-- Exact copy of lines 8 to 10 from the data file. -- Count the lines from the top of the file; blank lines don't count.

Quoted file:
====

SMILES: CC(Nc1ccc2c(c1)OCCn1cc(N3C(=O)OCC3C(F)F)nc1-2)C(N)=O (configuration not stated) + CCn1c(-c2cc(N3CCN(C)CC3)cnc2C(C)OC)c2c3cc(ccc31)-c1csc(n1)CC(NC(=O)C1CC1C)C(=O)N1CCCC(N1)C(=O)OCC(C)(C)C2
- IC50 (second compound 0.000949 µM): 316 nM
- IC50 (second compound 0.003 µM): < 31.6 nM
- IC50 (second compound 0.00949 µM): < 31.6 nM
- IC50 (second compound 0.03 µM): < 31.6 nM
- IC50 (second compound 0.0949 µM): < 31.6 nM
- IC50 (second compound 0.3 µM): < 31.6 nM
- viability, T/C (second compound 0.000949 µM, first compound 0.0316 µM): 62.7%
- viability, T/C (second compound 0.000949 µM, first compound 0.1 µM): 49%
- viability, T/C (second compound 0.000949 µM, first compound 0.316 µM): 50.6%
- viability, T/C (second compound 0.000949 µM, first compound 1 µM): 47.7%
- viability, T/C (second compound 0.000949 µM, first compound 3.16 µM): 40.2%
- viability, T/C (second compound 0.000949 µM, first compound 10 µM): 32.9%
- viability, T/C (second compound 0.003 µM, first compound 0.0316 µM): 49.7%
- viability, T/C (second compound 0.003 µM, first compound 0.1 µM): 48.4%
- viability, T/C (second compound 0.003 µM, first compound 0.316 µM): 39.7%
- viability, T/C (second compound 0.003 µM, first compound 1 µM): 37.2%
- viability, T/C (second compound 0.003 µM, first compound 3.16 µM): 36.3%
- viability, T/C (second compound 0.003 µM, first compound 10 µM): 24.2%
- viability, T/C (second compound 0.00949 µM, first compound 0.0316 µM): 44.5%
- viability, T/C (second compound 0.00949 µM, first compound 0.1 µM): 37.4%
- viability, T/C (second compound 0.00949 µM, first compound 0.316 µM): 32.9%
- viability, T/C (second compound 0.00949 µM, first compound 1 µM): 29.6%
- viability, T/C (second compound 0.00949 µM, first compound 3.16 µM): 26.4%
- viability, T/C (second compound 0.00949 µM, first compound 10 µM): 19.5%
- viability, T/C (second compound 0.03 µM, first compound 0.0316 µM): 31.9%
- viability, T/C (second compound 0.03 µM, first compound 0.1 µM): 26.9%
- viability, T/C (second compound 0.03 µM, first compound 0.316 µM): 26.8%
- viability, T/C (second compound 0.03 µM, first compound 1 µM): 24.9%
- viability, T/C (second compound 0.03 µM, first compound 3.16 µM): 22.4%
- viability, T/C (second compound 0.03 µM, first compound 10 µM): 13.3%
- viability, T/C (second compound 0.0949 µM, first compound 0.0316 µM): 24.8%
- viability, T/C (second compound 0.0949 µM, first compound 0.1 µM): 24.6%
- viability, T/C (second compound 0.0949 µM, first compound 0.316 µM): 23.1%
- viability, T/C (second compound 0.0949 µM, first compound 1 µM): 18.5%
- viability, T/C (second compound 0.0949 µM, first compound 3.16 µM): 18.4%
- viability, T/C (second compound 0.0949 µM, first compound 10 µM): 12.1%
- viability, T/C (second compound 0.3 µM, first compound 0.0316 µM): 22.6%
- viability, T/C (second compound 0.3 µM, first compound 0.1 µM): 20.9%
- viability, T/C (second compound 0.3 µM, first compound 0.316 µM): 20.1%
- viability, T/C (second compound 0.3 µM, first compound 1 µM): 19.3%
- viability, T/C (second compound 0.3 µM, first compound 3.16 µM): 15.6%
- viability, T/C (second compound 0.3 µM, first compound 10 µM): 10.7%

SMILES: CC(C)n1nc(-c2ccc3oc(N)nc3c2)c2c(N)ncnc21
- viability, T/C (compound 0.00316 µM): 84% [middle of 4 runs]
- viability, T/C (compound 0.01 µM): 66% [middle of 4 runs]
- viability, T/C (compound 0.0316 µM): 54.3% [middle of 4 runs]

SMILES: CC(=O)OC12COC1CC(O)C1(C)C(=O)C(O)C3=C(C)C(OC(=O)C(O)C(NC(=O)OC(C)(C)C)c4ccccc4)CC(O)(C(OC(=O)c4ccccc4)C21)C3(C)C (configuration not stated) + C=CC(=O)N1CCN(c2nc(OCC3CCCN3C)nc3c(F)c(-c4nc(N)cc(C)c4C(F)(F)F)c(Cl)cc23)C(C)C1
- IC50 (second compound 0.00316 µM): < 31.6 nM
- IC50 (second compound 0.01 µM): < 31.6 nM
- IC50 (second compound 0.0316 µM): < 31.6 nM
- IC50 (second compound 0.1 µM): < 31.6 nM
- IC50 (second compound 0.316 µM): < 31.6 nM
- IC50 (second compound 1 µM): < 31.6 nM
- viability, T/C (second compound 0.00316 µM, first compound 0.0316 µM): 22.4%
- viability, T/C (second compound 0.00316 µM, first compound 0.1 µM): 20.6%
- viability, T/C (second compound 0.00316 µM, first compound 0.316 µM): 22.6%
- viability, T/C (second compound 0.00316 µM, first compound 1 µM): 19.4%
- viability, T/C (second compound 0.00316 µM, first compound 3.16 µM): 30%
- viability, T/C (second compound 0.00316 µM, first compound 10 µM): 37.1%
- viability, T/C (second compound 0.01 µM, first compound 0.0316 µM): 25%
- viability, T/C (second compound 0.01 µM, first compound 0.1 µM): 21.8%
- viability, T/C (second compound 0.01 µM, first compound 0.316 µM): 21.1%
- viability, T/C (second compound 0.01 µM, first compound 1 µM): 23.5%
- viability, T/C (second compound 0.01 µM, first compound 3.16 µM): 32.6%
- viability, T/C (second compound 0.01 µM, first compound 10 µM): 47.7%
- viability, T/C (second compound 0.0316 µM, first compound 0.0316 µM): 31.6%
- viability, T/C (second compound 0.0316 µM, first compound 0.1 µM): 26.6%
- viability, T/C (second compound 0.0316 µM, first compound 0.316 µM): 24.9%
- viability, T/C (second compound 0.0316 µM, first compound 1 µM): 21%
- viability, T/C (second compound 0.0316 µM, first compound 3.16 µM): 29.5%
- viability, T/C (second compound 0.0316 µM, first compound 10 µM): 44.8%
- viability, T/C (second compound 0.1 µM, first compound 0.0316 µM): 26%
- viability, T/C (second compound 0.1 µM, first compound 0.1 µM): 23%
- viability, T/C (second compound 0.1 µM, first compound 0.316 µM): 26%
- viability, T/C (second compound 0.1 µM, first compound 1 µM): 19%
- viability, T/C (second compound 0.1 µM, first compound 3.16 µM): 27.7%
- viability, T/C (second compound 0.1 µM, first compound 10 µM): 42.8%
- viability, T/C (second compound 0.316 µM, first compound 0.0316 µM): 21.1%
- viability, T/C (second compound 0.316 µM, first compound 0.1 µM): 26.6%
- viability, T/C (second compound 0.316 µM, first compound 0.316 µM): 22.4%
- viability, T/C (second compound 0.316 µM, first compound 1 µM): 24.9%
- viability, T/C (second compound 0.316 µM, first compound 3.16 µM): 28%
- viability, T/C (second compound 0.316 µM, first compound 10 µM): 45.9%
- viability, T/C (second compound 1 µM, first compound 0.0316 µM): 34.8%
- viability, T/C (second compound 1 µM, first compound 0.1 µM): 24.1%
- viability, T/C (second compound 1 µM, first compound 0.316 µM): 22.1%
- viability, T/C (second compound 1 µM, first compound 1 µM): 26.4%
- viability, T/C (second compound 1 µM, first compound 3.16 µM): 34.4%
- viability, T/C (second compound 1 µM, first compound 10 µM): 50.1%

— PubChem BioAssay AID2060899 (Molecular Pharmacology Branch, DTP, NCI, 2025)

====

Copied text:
- viability, T/C (second compound 0.000949 µM, first compound 0.0316 µM): 62.7%
- viability, T/C (second compound 0.000949 µM, first compound 0.1 µM): 49%
- viability, T/C (second compound 0.000949 µM, first compound 0.316 µM): 50.6%